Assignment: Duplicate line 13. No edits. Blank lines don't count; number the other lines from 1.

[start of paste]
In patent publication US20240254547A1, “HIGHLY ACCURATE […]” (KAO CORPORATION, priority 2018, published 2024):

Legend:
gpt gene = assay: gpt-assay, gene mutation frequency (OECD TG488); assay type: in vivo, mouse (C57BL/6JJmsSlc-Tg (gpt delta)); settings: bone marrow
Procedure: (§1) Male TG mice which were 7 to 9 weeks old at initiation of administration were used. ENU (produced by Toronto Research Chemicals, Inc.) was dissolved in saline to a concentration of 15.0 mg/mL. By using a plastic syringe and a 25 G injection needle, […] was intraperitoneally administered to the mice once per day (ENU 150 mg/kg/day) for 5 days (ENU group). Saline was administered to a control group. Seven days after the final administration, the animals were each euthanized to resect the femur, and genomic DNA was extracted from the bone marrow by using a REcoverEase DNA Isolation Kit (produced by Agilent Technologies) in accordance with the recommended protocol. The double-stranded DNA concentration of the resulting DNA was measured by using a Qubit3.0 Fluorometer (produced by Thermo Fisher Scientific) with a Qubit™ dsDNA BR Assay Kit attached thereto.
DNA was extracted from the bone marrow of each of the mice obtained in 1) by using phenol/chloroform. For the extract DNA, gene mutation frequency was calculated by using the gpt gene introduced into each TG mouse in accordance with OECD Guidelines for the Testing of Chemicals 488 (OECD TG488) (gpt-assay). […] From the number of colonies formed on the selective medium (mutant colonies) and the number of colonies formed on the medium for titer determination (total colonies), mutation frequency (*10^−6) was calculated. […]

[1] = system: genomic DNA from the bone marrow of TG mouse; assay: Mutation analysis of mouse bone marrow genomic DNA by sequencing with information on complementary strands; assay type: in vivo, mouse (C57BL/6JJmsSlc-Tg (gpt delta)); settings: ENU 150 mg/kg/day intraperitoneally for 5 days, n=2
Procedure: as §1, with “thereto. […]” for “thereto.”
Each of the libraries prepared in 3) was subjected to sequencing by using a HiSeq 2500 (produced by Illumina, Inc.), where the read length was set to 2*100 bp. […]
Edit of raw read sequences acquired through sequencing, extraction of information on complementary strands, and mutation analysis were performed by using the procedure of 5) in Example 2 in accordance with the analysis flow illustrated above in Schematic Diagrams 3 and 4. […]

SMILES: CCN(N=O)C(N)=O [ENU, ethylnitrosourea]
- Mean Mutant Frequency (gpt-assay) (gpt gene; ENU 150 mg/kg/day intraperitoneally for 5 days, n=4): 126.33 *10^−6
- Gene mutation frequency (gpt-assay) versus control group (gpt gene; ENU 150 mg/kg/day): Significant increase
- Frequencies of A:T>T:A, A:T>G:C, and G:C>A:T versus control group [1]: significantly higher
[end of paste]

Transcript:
- Frequencies of A:T>T:A, A:T>G:C, and G:C>A:T versus control group [1]: significantly higher